For teachers in Spokane and the rest of the state, the confusion surrounding distribution of the COVID-19 vaccine just got worse.
Earlier this week, the Washington State Department of Health announced that all school employees, regardless of age, would be eligible for a vaccine as soon as February, provided they were returning for in-person instruction.
The news was applauded by educators, administrators and teachers’ unions, not to mention parents who endured almost five months of distance learning.
However, with no explanation, the state revised its vaccine flowchart and pushed some school employees – those under 50 and who aren’t considered high-risk – back down the line. In the new timeline, the same group of educators and staff is now forecast to be eligible for vaccines in “spring/summer.”
Meanwhile, employees of Coeur d’Alene Schools got their first shots last week, with more inoculated since then.
“I’m sure it’s in the hundreds,” Scott Maben, director of communications for the district, said of the vaccinations.
Maben couldn’t offer a timetable for completing the inoculations, but it’s clear that Idaho schools are ahead of those in Washington, mostly because that state prioritized teachers along with front-line medical works and first responders.
More than 1 million Washington residents over the age of 65 (or 50 and older in multigenerational households) were eligible for the vaccine as of Monday in the first tier of Phase 1B; however, the state is expecting to receive only 93,300 first doses this week.
The majority of vaccine doses already in the state are going to long-term care facility staff and residents, or to health care workers and first responders.
State health officials have said that vaccine distributors can move on to additional tiers in Phase 1B, which include K-12 teachers, once they have finished at least half of the initial tier.
There are no estimates from the federal government about when vaccine production will speed up and more doses will come to the state, but for now the math is clear: there’s not enough vaccine for everyone who wants it.
“We are asking people to be patient as those supplies increase in the coming weeks,” Michele Roberts, assistant secretary of health who is leading the vaccine rollout, told reporters Thursday.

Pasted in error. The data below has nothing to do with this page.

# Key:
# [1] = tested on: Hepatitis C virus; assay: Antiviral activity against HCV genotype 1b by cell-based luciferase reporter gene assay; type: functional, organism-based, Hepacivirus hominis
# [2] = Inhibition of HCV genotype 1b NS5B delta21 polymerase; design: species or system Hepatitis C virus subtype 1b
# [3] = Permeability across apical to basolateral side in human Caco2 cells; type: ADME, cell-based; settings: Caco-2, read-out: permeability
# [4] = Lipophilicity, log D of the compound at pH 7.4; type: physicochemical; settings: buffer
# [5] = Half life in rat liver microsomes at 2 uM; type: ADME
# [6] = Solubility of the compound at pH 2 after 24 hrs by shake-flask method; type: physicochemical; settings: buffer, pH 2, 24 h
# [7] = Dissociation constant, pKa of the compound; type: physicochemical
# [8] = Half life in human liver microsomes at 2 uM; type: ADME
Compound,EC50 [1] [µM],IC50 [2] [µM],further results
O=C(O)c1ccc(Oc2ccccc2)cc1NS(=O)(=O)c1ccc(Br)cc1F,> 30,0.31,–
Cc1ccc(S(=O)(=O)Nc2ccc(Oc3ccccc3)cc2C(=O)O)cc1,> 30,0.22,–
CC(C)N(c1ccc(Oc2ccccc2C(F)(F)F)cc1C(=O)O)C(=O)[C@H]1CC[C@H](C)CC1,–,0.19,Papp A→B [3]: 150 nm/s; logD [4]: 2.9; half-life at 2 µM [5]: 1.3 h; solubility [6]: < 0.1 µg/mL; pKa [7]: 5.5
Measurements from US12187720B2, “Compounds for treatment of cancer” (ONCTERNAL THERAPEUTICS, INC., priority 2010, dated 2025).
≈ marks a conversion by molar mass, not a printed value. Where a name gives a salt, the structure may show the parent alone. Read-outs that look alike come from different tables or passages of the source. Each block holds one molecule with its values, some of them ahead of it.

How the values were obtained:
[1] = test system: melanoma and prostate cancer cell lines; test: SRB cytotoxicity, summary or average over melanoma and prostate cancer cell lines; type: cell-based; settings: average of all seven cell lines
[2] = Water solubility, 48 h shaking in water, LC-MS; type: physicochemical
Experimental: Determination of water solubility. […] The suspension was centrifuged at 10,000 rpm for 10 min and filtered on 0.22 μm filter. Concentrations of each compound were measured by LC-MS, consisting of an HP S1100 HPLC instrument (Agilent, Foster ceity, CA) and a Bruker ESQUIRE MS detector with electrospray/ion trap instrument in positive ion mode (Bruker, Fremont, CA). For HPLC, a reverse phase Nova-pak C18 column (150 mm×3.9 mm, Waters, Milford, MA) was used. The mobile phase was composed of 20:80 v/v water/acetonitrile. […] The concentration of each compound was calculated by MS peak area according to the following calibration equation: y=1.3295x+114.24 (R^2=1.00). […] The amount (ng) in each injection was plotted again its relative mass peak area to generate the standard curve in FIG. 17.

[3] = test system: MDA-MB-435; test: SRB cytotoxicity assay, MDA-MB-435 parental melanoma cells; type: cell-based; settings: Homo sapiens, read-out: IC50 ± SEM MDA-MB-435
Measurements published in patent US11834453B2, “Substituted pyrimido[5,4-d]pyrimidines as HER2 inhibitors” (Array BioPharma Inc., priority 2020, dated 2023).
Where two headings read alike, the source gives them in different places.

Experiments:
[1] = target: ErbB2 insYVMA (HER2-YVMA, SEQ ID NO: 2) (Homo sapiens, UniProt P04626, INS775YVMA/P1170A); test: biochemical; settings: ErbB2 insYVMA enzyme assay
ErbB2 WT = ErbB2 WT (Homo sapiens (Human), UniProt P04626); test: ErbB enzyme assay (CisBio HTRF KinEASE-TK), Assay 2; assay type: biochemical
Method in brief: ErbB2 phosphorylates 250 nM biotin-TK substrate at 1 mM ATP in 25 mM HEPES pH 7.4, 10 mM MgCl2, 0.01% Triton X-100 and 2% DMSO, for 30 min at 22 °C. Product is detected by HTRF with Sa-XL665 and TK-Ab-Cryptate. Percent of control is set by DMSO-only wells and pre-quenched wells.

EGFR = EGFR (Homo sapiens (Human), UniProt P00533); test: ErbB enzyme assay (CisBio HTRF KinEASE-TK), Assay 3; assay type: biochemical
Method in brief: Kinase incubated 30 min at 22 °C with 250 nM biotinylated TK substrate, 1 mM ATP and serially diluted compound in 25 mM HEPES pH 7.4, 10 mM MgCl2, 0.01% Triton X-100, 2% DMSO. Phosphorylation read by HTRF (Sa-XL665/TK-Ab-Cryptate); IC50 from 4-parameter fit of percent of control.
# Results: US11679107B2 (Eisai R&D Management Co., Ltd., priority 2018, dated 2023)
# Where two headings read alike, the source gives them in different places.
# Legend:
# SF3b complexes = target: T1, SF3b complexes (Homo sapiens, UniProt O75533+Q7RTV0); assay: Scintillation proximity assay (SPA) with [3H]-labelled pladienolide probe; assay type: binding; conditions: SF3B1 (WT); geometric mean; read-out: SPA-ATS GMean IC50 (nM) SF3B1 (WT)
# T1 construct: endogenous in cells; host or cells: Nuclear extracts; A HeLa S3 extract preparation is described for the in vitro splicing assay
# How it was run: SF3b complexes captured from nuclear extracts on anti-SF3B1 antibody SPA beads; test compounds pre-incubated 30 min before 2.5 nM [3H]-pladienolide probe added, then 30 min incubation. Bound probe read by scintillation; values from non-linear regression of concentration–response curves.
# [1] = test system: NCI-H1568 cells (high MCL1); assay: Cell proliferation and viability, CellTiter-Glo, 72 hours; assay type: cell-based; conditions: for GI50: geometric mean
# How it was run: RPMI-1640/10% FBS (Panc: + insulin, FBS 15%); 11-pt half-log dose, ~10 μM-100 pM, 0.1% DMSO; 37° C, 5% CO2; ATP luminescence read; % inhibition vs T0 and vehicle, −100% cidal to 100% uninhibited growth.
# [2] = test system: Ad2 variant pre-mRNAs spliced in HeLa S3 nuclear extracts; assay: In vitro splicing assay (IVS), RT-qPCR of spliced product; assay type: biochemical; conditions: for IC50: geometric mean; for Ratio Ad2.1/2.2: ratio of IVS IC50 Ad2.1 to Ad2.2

The bottom line for schools: Be prepared for anything.
“We certainly appreciate that educators have been prioritized in the distribution schedule,” Adam Swinyard, superintendent at Spokane Public Schools, said before the state’s new vaccine timeline with later estimates for teachers had debuted.
Swinyard said he was optimistic that the district would be prepared to efficiently distribute the vaccines once the supply chain grows.
“We’ll be setting up vaccine sites in some of our schools, and we’ve already reached out to staff to get those going,” Swinyard said.
Jeremy Shay, president of the Spokane Education Association, said that teachers and staff “certainly want to have access” to the vaccines.
Shay said there was some concern about making the vaccines mandatory, though.
“Some want vaccinations right now, but we also have members who don’t want to be vaccinated,” Shay said.
In Coeur d’Alene last month, the school district surveyed its 1,400 employees. Of the 63% who responded, about 1 in 5 said they were not interested in being inoculated.
However, more than 60% said they wanted the vaccination as soon as possible; another 17% said they want the shots but prefer to wait, Maben said.
The state teachers’ union, the Washington Education Association, took a stronger stance.
In a statement last week, the organization said “it’s important that we vaccinate teachers fully before we start sending kids back to school.”
S-R reporter Arielle Dreher contributed to this story.
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